Re: Fw: Pharaoh and his hardened heart

From: <dfsiemensjr@juno.com>
Date: Tue May 18 2004 - 14:29:07 EDT

Hola, Denisio,
Escribiria en espanol pero no sale bien, siendo que no puedo deletrear
con los acentos y tildes que son necesarios. So it will be English.

Your comment on nonlinear descriptions is correct, but does not exhaust
the situation. If quanta are indeterministic, which is the dominant view,
the problem remains. However, there is an interpretation of general
relativity which holds that somewhen (the time element in space-time) has
the same permanent characteristic as somewhere. God could then look on
all space-time "points" from "without." This is obviously not imaginable,
though it is conceivable. It certainly is difficult to communicate
because of the restrictions of our total experience as they are reflected
in language.

Que le vaya bien,
Dave

On Tue, 18 May 2004 09:42:40 -0600 Innovatia <dennis@innovatia.com>
writes:
Dick Fischer wrote:

It is not simply whether God can know what choices we will make in any
given circumstances. He must virtually know the location and action of
every molecule, every atom, every particle from the Big Bang to the Big
Crunch! Is that knowable?

If we assume the future is knowable, and God knows it, then His personal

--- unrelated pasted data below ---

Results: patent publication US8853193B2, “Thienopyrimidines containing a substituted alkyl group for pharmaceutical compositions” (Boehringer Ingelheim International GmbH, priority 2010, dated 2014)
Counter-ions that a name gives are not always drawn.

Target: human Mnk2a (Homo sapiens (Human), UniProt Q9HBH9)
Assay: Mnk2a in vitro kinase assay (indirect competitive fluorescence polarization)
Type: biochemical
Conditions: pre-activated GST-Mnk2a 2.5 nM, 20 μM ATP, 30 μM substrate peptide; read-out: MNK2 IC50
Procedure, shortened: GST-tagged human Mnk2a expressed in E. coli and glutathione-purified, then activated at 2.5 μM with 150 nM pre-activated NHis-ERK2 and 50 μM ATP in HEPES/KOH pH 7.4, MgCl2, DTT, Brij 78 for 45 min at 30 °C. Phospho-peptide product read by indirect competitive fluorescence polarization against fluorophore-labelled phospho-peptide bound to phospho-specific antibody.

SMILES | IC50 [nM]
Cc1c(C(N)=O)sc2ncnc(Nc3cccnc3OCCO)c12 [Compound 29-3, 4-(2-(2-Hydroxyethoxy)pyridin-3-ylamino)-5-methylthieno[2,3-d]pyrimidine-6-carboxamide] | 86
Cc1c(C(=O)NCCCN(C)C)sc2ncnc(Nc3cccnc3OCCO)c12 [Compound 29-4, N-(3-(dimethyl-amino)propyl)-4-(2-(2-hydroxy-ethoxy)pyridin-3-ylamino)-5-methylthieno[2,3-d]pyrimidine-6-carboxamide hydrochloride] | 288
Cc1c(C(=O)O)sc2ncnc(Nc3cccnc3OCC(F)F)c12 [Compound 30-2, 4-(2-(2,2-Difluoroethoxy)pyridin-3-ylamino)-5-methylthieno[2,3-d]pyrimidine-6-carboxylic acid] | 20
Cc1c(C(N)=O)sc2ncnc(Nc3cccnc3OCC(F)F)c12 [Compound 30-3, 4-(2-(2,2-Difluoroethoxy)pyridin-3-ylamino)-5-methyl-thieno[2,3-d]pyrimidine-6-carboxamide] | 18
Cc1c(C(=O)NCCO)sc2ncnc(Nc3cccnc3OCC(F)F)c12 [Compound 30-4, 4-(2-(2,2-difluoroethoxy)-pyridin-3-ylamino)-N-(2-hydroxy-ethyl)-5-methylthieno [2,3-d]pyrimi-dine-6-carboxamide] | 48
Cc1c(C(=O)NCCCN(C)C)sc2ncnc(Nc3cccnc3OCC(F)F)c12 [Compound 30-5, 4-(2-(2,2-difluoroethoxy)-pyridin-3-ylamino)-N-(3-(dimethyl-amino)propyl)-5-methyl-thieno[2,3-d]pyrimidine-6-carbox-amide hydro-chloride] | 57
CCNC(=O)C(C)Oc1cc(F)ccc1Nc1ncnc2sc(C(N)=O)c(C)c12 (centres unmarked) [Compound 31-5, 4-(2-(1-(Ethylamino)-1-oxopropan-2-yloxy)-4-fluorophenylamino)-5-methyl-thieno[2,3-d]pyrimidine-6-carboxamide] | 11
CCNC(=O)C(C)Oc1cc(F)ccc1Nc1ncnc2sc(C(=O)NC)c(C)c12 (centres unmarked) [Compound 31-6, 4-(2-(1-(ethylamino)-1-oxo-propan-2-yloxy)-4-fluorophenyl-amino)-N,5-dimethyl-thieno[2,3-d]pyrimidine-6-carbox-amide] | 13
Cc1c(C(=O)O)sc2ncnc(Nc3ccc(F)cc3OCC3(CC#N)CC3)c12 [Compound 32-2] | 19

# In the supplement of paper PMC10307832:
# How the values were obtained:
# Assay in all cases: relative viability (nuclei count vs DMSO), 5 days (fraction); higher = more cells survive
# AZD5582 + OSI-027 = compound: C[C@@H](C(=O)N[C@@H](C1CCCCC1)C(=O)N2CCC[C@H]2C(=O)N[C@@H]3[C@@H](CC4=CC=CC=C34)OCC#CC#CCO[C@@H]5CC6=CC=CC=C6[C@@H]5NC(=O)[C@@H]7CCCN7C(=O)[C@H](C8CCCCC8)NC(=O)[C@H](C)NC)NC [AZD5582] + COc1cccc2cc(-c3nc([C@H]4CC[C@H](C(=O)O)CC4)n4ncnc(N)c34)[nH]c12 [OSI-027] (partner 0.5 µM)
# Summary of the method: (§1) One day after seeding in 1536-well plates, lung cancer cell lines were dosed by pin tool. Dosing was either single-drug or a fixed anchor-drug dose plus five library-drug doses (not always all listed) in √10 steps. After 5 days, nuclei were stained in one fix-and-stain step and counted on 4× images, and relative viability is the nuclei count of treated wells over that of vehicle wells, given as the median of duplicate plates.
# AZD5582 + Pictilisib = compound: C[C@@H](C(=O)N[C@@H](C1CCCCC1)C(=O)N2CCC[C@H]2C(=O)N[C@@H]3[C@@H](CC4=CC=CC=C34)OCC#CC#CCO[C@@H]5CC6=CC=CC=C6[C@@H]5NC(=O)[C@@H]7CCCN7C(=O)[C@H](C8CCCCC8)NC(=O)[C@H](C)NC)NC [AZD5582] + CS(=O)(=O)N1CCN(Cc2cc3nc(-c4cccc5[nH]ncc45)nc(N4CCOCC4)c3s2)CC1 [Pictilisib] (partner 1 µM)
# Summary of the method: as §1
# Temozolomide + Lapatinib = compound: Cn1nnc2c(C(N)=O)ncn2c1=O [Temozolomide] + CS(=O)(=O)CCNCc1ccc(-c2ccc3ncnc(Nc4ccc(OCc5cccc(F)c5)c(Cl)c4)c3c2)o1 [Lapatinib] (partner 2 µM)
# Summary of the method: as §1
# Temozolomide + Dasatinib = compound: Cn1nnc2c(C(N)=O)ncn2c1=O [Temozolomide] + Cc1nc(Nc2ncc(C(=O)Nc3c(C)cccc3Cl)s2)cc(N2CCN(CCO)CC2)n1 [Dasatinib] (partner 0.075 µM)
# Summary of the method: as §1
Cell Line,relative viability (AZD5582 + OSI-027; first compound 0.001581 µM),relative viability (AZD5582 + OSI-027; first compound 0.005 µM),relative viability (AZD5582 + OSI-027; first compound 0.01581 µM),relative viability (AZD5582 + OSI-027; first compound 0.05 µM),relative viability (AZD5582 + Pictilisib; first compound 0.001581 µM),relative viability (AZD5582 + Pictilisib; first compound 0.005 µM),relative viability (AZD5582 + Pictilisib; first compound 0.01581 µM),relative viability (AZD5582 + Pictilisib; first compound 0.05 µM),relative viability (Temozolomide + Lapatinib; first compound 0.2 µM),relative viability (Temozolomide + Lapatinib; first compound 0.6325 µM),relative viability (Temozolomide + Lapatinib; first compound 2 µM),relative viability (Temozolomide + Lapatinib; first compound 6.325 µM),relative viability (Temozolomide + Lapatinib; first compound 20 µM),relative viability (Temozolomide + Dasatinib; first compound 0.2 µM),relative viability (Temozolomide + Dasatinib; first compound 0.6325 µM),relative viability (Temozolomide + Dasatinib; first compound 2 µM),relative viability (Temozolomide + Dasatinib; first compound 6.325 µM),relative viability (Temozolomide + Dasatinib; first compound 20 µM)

action in nature is unnecessary. If the future cannot be known, then
only God's personal involvement can bring about a desired result. And I
don't think Calvin had the answer to that.

Yes, the universe has a mathematically chaotic quality to it and this
would certainly require that God know his creation. Chaos theory
(nonlinear dynamics) shows that qualitatively different outcomes can ocur
from near-infinitessimal differences in initial conditions. That is,
outcomes are very sensitive to past conditions, but chaos theory is - and
this is the important point - deterministic. Consequently, even in a
world described by chaos theory, the given argument would still apply.

Saludos,

Dennis Feucht
Received on Tue May 18 15:03:43 2004

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